what Still needs to be Done

What Still Needs To Be Done
The recommendations noted in the Same As You are of their time. Many have been superseded by events or by new legislation that has limited what is meant by them. PIP agreements have been and gone. The FNA (Future Needs Assessment) was changed into a more complicated system of Individual Education Programmes and Coordinated Support Plans.
But despite this there are still many areas that need to be addressed
• Support for older carers – The Same As You planned that people living with parents should have a plan that looked to a future when they would live independently. Such plans only exist rarely and many people with learning disabilities are continuing to live with older parents and even growing older with siblings without a clear plan for the future. Much work has emerged over the problem of “emergency planning” for this group and Enable Scotland and the Scottish Government are due to publish a report on this. We fully support the recommendations of this report.
But there is a need for more than this. There should be a long term vision about what type of support and help people can look forward to being built into their plans. That said we do not believe that there is a huge waiting list for people for supported accommodation. Once the decision has been made for individuals to move on from the family situation then it seems that this is managed even if it does take some time. Families often talk to us with encouragement about the help they get from local authorities when this decision has been taken.

• Help to get jobs – Little seems to have changed in people with learning disability’s access to employment over the last 12 years. The main supported employment agencies are still continuing to work although over this period they have had to change their priorities to chase funding opportunities. In some cases this has meant withdrawing support from some people to give it to others. Only supported employment services supported by stable local authority funding have not suffered from this challenge.
The National Framework for Supported Employment showed that it was possible to make a plan to address some of the problem. But such proposals need to be adopted by more local authorities.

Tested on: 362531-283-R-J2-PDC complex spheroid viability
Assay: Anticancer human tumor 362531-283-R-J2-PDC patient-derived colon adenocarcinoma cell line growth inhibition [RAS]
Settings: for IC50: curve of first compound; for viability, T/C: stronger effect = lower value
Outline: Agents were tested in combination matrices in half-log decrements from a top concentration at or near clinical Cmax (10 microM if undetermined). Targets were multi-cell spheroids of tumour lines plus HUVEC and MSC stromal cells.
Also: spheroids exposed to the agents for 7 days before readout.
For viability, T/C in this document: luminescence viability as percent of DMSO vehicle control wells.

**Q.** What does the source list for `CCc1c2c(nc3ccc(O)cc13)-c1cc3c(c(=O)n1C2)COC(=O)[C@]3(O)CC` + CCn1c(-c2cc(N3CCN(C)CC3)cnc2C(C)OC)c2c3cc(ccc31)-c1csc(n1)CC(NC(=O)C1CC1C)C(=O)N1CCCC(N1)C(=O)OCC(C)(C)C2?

Our own survey showed a higher proportion than average in work. However many of the people described their paid opportunities as being a day or less per week and in work that was similar in nature to that other people might have as voluntary work such as in charity shops.
Much more needs to be done to drive a change in this area. Stable funding, a vision of what is to be achieved for people with learning disabilities in employment, an idea of getting ready for work as a progression, a welfare benefits system that encourages people to increase their hours of work. We provide more thoughts on this later on in the Employment section.

• Person Centred Planning – This is a central area for improving the lives of people with learning disabilities. Being at the centre of your own plan really shifts the way people are treated. The focus is right where it belongs in making real change for people.
However it does not seem that there is a consistent understanding of what a plan is across the local authorities and often there is no consistency within an authority. As a result the quality and numbers of such plans vary tremendously. Even with this looser definition and 12 years of the Same As You only about half of people known to ESAY have a Personal Life Plan.
If the basics are not right then there must be greater concerns for the more difficult challenges in people’s lives.
• Citizenship and rights – In a formal sense, things are good in this area. Some local authorities spend considerable resources in involving people with learning disabilities in locality planning and citizen panels. Even the main political parties are now producing Easy Read manifestos for elections.